A number of people have commented that I missed a key point in the article by not referring more clearly to the primary reasons for their objection to the licensed control of Common Buzzards. They suggested that their objection was not so much because of the species involved but because of the purpose for which control was undertaken, this being the protection of a non-native gamebird released each year in huge numbers for shooting. Some also raised concerns about the extent of evidence available to justify the need for licensed control. These are legitimate points though I maintain my belief that the overall strength of reaction to this licence was because of the species involved rather than the purpose for which it was issued. Every year hundreds of thousands of native birds and mammals are killed for the purpose of protecting non-native gamebirds, including Carrion Crows, Magpies, large gulls, Foxes, Weasels and Stoats. The birds are all killed under licence. Hundreds of thousands more birds are killed simply for sport. Whilst not everyone would agree that this is justified, all this killing tends to attract relatively little attention within the conservation community. When it does attract comment this is often in relation to concerns about possible impacts on populations rather than an underlying objection to the principles behind lethal control. In contrast, the loss of a small number of Buzzard nests resulted in an extremely strong reaction. The strength of feeling here is surely primarily related to our instinctive cultural response to the species involved. In the article I was trying to highlight this inconsistency in our reactions to the control of different species rather than commenting on the rights of wrongs of individual licences. Mike Everett makes the valid point that there is perhaps a particularly hard-nosed stance in relation to control of birds of prey because of the illegal killing that still goes on, and no doubt also because of the past history of large-scale control by humans. However, I think there are some risks in lumping all species of raptor together as a group and treating them all as something of a special case. One of the main reasons for writing the article was a nagging worry that so much attention has recently been focussed on a species that is under no conservation threat whatsoever from lethal control. I haven't gone to the trouble of adding them all up but I suspect that in recent months more column inches in newspapers, birding magazines and blogs have been devoted to the control of Buzzards than to the current perilous state of the Hen Harrier, a species that is on the edge of extinction as a breeding bird in England. Conor Jameson mentions the Goshawk, another species absent from substantial parts of its range in Britain as a direct result of persecution. Is there not a danger that arguments about the genuinely shocking impact of human control on some highly vulnerable species (albeit illegal rather than licenced) could be diluted by so much discussion about the very limited control of a species that is thriving?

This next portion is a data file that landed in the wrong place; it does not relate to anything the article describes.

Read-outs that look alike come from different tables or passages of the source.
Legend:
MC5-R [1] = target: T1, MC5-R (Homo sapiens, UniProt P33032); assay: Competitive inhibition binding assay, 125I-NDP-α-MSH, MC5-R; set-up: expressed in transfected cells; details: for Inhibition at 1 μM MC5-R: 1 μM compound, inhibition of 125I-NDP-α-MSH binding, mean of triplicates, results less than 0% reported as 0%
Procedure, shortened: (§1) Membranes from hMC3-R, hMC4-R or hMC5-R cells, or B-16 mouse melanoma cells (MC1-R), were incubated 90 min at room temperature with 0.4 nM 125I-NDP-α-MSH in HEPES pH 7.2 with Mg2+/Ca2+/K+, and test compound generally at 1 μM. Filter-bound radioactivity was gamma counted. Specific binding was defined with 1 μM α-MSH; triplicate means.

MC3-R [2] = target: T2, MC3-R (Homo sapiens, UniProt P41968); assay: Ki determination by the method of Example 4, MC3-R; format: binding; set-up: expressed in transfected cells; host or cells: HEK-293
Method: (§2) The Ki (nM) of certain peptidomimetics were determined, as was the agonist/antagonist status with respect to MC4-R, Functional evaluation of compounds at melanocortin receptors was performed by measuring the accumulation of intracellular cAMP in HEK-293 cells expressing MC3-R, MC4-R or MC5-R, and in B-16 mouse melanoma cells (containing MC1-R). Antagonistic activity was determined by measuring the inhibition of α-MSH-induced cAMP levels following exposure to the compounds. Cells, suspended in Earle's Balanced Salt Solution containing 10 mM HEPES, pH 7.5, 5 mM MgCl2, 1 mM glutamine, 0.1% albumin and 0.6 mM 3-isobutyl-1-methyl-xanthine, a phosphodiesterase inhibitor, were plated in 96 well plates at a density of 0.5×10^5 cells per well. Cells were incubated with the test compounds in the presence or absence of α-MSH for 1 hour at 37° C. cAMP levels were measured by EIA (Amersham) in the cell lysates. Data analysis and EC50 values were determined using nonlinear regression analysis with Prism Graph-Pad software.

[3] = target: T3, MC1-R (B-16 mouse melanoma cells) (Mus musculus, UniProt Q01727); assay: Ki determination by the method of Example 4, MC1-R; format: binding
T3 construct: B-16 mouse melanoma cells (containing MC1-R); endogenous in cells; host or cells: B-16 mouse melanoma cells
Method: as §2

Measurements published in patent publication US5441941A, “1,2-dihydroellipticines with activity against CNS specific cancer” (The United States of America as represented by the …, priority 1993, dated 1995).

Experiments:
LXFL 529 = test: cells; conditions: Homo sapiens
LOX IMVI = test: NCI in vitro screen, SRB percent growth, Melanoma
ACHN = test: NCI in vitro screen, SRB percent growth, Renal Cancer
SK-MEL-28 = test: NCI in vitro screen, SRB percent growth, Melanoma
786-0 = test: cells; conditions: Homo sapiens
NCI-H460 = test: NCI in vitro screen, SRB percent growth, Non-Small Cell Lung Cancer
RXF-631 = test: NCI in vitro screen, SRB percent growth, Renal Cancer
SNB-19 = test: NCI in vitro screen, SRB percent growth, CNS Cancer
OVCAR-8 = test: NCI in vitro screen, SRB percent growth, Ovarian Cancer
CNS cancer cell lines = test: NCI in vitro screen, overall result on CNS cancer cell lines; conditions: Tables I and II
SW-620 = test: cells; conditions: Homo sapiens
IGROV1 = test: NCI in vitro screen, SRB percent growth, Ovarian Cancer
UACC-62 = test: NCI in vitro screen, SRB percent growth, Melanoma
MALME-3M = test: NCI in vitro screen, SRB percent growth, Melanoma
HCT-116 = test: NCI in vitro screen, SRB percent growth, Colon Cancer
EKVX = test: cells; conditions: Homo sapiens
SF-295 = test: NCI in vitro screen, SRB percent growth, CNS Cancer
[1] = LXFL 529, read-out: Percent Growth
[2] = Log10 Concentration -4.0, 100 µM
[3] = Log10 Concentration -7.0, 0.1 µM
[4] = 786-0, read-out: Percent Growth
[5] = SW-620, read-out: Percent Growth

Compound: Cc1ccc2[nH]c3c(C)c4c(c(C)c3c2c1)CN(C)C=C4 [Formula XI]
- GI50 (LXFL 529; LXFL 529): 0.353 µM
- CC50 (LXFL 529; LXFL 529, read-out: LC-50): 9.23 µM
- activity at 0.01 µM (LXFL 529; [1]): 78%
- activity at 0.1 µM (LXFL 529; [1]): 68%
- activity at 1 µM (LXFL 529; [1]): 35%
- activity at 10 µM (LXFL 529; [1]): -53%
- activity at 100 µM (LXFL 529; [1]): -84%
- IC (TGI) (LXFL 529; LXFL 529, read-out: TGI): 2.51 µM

Issue 9
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